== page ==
Mayor shakes up Treasure Island development board, ousts only resident


San Francisco is getting ready to redevelop Treasure Island in a massive residential green building experiment. Image courtesy of Treasure Island Community Development.

As one of his parting acts before leaving for higher office in January, Mayor Gavin Newsom is overhauling the board in charge of overseeing the massive redevelopment of Treasure Island.

The decision to replace three or possibly four members of the Treasure Island Development Authority board of directors has sparked protests from some residents of the island and a few San Francisco supervisors. The critics point out that one of the ousted board members is the only member who lives on either Treasure Island or Yerba Buena Island and represents the interests of island residents — though the mayor vows to find a replacement.

The development authority oversees operations of buildings that house some 2,400 residents on the former Navy base and is playing a primary role in reviewing and approving the $5 billion redevelopment of Treasure Island, the first phase of which is scheduled to begin next year.

Newsom has announced that he is not reappointing Treasure Island resident and development authority board president Owen Stephens. In his stead he appointed Larry Mazzola Jr., the son of plumbers union boss Larry Mazzola.

The Board of Supervisors rejected the junior Mazzola last year for the Golden Gate Bridge, Highway and Transportation District.

Mark Connors, president of Good Neighbors of Treasure and Yerba Buena Islands, said he is concerned about what will happen when more than half of the Treasure Island Development Authority board members are new as the redevelopment project’s final review and approval come up next year.

“We’ll have a whole bunch of new people who haven’t heard our concerns,” Connors said. “The question that everybody is asking is, it’s coming right after an election and before the mayor moves into a new position. Quite frankly, it makes us nervous.”

Island residents will have to be relocated as the redevelopment project gets underway and are negotiating transition agreements with the city and the main developer, Lennar Corp.

Among Newsom’s other picks are Larry Del Carlo, president and CEO of Mission Housing Development Corporation, and Linda Richardson, whom the Board of Supervisors already approved for the Treasure Island board last week. Richardson, a member of the city’s Human Rights Commission, has been actively involved in various offices overseeing Lennar’s other major redevelopment project in the city, at the Hunters Point Naval Shipyard.

“She’s someone who we have found to be very supportive of Lennar and very supportive of development and not as responsible in an equal way around the environmental concerns,” said Jaron Brown of People Organized to Win Employment Rights, a group that organizes for economic opportunity among low-income workers, African-Americans and Latinos. “She’s an advocate for development.”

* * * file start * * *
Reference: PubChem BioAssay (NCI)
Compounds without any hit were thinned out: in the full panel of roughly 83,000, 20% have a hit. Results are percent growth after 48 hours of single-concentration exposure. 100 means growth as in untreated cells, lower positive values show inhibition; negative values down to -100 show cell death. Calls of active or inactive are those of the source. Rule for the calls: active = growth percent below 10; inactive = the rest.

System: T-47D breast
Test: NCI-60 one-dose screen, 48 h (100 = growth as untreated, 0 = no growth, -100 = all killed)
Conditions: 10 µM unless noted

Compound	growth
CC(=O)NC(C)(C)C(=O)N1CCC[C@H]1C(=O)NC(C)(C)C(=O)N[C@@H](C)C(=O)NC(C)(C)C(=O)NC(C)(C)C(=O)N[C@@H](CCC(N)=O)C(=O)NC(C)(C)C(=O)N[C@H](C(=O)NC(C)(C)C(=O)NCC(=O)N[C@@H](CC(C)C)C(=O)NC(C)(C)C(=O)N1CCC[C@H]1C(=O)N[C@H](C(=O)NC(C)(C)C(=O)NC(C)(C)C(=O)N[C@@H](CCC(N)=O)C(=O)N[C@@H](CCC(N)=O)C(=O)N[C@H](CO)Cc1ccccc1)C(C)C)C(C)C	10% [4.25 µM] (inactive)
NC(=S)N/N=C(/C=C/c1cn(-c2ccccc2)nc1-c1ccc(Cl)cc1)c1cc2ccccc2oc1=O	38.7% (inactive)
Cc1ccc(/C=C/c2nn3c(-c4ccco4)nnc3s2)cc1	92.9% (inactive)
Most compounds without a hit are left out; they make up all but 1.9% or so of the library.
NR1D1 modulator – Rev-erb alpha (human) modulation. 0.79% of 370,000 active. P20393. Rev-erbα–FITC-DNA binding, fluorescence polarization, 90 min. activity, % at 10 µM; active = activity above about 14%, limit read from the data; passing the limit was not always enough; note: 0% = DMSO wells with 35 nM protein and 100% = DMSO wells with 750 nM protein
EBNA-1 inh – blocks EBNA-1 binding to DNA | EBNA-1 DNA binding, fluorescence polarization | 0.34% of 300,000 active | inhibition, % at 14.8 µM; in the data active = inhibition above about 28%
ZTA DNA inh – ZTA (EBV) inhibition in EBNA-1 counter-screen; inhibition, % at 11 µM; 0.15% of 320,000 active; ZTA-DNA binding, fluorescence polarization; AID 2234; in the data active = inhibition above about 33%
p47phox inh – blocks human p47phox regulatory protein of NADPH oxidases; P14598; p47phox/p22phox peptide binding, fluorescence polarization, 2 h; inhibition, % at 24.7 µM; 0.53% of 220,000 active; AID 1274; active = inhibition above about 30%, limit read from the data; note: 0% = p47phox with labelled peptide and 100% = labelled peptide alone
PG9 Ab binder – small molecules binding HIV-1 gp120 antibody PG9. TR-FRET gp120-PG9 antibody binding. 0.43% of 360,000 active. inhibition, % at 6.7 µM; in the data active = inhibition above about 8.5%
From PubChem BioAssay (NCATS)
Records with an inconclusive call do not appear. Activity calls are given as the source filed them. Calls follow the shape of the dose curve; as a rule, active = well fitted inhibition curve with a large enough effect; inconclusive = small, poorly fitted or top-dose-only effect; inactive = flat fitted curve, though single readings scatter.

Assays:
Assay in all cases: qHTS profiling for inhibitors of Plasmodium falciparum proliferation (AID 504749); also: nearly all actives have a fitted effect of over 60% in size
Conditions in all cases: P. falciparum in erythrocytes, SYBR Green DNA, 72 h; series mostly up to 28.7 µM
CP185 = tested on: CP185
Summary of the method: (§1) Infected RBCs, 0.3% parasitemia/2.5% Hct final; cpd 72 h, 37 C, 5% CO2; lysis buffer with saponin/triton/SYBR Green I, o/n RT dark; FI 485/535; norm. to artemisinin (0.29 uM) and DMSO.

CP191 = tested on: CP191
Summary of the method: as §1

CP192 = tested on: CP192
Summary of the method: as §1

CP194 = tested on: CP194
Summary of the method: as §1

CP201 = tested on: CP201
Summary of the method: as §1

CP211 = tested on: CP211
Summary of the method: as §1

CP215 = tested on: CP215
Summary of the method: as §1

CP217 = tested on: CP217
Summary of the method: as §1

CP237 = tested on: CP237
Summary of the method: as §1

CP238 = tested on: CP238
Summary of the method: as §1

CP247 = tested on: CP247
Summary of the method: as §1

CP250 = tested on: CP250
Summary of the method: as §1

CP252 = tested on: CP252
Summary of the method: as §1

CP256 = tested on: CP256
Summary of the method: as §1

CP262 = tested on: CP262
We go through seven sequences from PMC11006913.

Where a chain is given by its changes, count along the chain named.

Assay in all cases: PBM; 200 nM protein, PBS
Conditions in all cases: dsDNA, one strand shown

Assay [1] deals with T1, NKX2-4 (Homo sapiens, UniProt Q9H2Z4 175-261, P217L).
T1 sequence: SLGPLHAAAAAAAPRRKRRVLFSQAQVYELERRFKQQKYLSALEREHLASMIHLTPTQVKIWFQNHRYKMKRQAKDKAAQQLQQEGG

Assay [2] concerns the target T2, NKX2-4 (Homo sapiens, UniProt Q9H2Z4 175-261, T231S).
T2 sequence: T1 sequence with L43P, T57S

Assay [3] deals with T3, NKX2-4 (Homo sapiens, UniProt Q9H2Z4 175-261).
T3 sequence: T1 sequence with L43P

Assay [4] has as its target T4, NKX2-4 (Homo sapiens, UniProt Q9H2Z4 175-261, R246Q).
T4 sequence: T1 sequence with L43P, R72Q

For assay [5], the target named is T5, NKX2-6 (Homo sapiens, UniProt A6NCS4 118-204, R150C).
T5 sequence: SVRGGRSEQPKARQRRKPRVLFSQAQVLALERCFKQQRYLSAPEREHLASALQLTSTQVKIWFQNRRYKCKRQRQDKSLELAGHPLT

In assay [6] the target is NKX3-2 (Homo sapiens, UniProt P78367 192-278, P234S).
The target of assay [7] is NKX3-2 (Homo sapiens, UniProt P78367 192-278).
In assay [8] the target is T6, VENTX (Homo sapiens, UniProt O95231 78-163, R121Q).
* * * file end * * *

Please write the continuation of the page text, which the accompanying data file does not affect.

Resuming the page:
Resident protests eventually prompted the mayor to promise that one seat on the development authority board will remain with a resident of one of the islands. He opened up an application process in October that ended on Monday. However, the new appointee would replace a fourth member of the board, Doug Shoemaker. Connors said he opposes that move and several others because they will lead to a lack of continuity.

In response to questions, a representative of the mayor’s office forwarded a statement by e-mail that it had addressed to San Francisco supervisors.

“Although not required to do so by the TIDA Bylaws, Mayor Newsom is committed to appointing a Treasure Island resident to the TIDA Board,” the statement read. “On October 15, the Mayor invited interested Treasure Island residents to apply for one of the seven seats. The deadline for submission of applications is today, November 15. An appointment will be announced soon after the applications are reviewed. Like you, Mayor Newsom believes that calling the island home provides a unique experience and a voice for the community as we embark on a new era for Treasure Island.”
Outgoing Supervisor Chris Daly, who is an ex-officio member of the development authority board, said at last week’s Board of Supervisors meeting that Newsom’s promise does not make up for a the unexplained way that Stevens was dismissed.

“Larry Mazzola Jr. has been appointed to succeed him without any assurance to island residents that there would be representation,” Daly said. “It wasn’t until island residents called me up and did the fax and e-mail thing that the mayor’s office started changing their tune.”

Daly rejected a comment from a representative from the mayor’s office at the meeting suggesting that Stephens apply for the open resident seat.

“For the chair of this commission, who happens to be the only resident of Treasure Island, to have to apply — this is backward,” Daly said. “I think there may be some patronage involved in some of the particular appointments. To allow the outgoing mayor to do that is incorrect.”

The Treasure Island Development Authority board will be responsible for overseeing and approving more than a dozen crucial development agreements with Lennar next year, including certification of a recently completed environmental impact report, the redevelopment plan and green-building specifications.

The mayor has the authority to appoint seven members of the board (not including Daly), with approval from the Board of Supervisors. Whoever becomes mayor in January when Newsom leaves to become lieutenant governor could reverse the appointments.

The Board of Supervisors is scheduled to vote Tuesday on two of the mayor’s nominees, Mazzola Jr. and Del Carlo.

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